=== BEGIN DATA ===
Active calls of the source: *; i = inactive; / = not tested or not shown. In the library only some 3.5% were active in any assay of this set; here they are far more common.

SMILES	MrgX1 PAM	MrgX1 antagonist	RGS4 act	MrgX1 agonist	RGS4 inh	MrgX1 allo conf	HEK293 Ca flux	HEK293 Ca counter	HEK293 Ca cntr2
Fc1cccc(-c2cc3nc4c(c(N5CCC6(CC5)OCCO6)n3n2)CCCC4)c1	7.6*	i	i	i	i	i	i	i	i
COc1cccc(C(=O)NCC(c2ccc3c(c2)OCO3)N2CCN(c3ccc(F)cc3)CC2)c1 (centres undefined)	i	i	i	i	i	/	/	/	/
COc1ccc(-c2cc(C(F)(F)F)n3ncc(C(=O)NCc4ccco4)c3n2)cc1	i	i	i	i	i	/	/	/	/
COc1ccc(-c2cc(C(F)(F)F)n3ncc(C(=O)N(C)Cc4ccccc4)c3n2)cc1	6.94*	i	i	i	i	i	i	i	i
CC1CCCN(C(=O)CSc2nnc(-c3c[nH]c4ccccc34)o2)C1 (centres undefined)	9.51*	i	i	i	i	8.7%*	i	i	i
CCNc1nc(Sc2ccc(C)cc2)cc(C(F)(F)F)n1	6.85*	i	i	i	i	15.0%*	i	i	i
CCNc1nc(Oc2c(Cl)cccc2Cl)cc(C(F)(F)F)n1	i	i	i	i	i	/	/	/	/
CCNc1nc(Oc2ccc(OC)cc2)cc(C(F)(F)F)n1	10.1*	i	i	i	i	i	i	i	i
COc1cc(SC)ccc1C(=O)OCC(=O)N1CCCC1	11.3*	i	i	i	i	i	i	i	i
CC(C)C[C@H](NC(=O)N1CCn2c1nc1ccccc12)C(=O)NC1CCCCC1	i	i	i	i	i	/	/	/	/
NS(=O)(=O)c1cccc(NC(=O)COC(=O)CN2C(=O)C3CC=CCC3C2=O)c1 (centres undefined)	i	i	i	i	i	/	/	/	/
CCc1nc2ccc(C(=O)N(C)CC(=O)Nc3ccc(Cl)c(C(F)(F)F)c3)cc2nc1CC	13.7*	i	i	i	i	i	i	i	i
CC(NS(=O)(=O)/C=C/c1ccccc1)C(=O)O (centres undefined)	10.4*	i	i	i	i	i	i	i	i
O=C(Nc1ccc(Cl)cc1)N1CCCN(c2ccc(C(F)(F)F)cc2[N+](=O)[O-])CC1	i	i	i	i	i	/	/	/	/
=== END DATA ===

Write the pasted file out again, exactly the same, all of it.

Active calls of the source: *; i = inactive; / = not tested or not shown. In the library only some 3.5% were active in any assay of this set; here they are far more common.

SMILES	MrgX1 PAM	MrgX1 antagonist	RGS4 act	MrgX1 agonist	RGS4 inh	MrgX1 allo conf	HEK293 Ca flux	HEK293 Ca counter	HEK293 Ca cntr2
Fc1cccc(-c2cc3nc4c(c(N5CCC6(CC5)OCCO6)n3n2)CCCC4)c1	7.6*	i	i	i	i	i	i	i	i
COc1cccc(C(=O)NCC(c2ccc3c(c2)OCO3)N2CCN(c3ccc(F)cc3)CC2)c1 (centres undefined)	i	i	i	i	i	/	/	/	/
COc1ccc(-c2cc(C(F)(F)F)n3ncc(C(=O)NCc4ccco4)c3n2)cc1	i	i	i	i	i	/	/	/	/
COc1ccc(-c2cc(C(F)(F)F)n3ncc(C(=O)N(C)Cc4ccccc4)c3n2)cc1	6.94*	i	i	i	i	i	i	i	i
CC1CCCN(C(=O)CSc2nnc(-c3c[nH]c4ccccc34)o2)C1 (centres undefined)	9.51*	i	i	i	i	8.7%*	i	i	i
CCNc1nc(Sc2ccc(C)cc2)cc(C(F)(F)F)n1	6.85*	i	i	i	i	15.0%*	i	i	i
CCNc1nc(Oc2c(Cl)cccc2Cl)cc(C(F)(F)F)n1	i	i	i	i	i	/	/	/	/
CCNc1nc(Oc2ccc(OC)cc2)cc(C(F)(F)F)n1	10.1*	i	i	i	i	i	i	i	i
COc1cc(SC)ccc1C(=O)OCC(=O)N1CCCC1	11.3*	i	i	i	i	i	i	i	i
CC(C)C[C@H](NC(=O)N1CCn2c1nc1ccccc12)C(=O)NC1CCCCC1	i	i	i	i	i	/	/	/	/
NS(=O)(=O)c1cccc(NC(=O)COC(=O)CN2C(=O)C3CC=CCC3C2=O)c1 (centres undefined)	i	i	i	i	i	/	/	/	/
CCc1nc2ccc(C(=O)N(C)CC(=O)Nc3ccc(Cl)c(C(F)(F)F)c3)cc2nc1CC	13.7*	i	i	i	i	i	i	i	i
CC(NS(=O)(=O)/C=C/c1ccccc1)C(=O)O (centres undefined)	10.4*	i	i	i	i	i	i	i	i
O=C(Nc1ccc(Cl)cc1)N1CCCN(c2ccc(C(F)(F)F)cc2[N+](=O)[O-])CC1	i	i	i	i	i	/	/	/	/